Abu Dhabi, UAEMonday 16 December 2019

Road test: Range Rover's new Sport takes luxury off-roading to a new level

The Autobiography Dynamic brings a fresh new take to the motoring genre

For a brand that created the whole luxury off-roading genre in 1970, Range Rover now competes with challengers from BMW, Mercedes, Porsche, Maserati, Bentley and even Rolls-Royce. Yet there’s still something special about climbing into a Range Rover that the others can’t pin down, with its uniquely commanding driving position that’s evident even in this slightly lowered Sport version.

The Autobiography Dynamic model tested here sits at the upper end of the range, a little below the flagship SVR, although the Sport uses the same supercharged, five-litre V8 that develops 518 brake horsepower and gets you to 100 kilometres per hour in 5.3 seconds. Given the majority of Range Rover owners are mostly city-dwellers who may not venture off-road as often as they once did, that may be more important than its wading depth or approach and departure angles.

Fear not, though, it’s still a Range Rover, so its ability to off-road, with 850 millimetres of wading depth, is still paramount. That is aided by its Terrain Response System that allows you to select between mud, snow, sand, rocks and forestry trails, optimising the throttle response, diff settings, ride height and suspension firmness for each.

The Sport’s quicker and firmer steering was immediately noticeable and felt less ponderous than previous Range Rover’s, but the stiffer suspension, perhaps induced by the larger diameter wheels with low-profile tyres, resulted in a firmer ride.

Range Rover Sport Autobiography Dynamic
The model comes with all the mod-cons. Courtesy Range Rover

Step inside and you can see what the Dh633,435 price of our test vehicle buys you, as you are greeted by copious amounts of perforated leather and ebony veneer highlighted by knurled polished aluminium touch points. Standard specifications include 22-inch alloy wheels, a full-size panoramic sliding roof, satnav, matrix LED headlamps, electrically folding mirrors, a 12-inch TFT virtual instrument panel, a heated steering wheel, electric seats and a premium sound system.

The big thing with this new version, though, is that whereas the previous generation was based on the steel hybrid monocoque chassis originally developed for the Discovery, this model uses a lightweight aluminum platform that will be shared with other models in the family. While it has grown in all areas and boasts a 178mm longer wheelbase, the Sport still looks lithe and nimble when parked next to the full-size Range Rover, thanks to a higher hipline that tricks the eye to make the Sport look smaller.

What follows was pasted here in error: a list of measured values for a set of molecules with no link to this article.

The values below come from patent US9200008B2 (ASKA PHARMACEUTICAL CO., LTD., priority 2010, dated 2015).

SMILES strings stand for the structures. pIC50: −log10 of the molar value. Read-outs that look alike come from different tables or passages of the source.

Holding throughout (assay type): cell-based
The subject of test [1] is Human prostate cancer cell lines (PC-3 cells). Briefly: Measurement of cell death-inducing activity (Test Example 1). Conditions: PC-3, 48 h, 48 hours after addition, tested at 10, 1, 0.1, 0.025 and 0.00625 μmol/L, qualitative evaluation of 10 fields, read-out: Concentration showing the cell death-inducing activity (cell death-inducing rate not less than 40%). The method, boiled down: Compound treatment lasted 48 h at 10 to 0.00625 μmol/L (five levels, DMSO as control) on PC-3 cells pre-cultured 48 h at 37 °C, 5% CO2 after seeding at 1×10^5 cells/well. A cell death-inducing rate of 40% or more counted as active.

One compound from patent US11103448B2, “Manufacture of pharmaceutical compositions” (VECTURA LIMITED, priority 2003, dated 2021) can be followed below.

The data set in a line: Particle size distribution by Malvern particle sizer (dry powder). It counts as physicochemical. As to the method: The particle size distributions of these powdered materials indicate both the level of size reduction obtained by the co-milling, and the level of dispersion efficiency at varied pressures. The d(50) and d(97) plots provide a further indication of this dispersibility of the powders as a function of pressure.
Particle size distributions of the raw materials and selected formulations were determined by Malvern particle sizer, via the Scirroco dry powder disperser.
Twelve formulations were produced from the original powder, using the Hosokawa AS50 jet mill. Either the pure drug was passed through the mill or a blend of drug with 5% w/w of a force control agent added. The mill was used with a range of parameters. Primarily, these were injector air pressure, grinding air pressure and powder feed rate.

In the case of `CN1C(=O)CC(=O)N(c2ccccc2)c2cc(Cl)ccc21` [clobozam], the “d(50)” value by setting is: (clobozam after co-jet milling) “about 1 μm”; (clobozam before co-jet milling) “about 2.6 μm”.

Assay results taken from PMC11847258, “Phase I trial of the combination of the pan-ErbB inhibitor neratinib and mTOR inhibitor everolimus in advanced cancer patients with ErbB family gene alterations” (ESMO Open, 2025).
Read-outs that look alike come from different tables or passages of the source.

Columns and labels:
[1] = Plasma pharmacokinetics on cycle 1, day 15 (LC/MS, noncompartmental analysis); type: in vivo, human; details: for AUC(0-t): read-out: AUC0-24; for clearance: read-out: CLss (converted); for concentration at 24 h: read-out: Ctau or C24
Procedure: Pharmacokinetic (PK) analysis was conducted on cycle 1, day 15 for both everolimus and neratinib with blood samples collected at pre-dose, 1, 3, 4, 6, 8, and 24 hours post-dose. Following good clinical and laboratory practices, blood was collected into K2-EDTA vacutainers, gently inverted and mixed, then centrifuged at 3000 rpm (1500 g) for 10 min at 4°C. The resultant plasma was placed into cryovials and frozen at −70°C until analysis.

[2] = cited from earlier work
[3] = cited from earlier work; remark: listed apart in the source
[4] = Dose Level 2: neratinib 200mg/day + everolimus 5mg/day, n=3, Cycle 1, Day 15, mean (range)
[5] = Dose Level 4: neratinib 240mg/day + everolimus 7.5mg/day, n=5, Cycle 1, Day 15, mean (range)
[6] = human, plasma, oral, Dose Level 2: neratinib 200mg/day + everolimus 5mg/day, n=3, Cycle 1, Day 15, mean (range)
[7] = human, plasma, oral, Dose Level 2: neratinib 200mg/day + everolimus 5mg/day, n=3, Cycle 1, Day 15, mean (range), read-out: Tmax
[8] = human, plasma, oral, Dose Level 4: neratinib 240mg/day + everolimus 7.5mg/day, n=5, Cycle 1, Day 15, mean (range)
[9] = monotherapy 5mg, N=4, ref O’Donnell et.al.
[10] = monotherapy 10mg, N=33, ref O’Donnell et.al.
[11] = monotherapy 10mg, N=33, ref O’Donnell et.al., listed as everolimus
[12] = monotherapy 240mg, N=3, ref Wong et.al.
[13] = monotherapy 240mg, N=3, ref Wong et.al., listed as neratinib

From behind the wheel, it’s a clear view ahead, sitting above the traffic, while the interior has been given a full make-over, with touchscreen controls taken from the Velar, as well as climate control switches and the gear selector for the eight-speed auto similar to those you’ll find in the flagship Jaguar models.

On the road, the Sport corners far better than you might think if you’re familiar with the earlier generations, as there’s still some body roll but it’s greatly reduced. Off-road, it is as capable as the full-size Range Rover in any situation. Like all Range Rovers, the body roll is more pronounced compared to its rivals, such as the Porsche Cayenne, but it’s difficult to compare them. While they are technically in the same class, the German and English approach to this sporty SUV segment is ­entirely different. The Porsche, like the Mercedes GLE and AMG versions, is better pinned to the road, but when it comes to articulation of suspension travel off-road, the Range Rover Sport will get you to places the German marque will struggle to find.

The familiar five-litre engine is a joy to punt around, delivering a neat rasp through the exhaust when you bury the foot, while the auto transmission is as smooth as you will find anywhere. It’s virtually seamless in economy mode, but when in sport, it’s ready to drop a cog or two for a quick overtaking blast before returning to cruise mode, happily ticking over at 2,500 revolutions per minute on the motorway.

Combining a supremely luxurious interior with a timeless look on the outside, the Range Rover Sport Autobiography brings a fresh answer to the newer players that have entered a segment it created nearly 50 years ago.

Updated: November 21, 2019 01:58 PM

SHARE

SHARE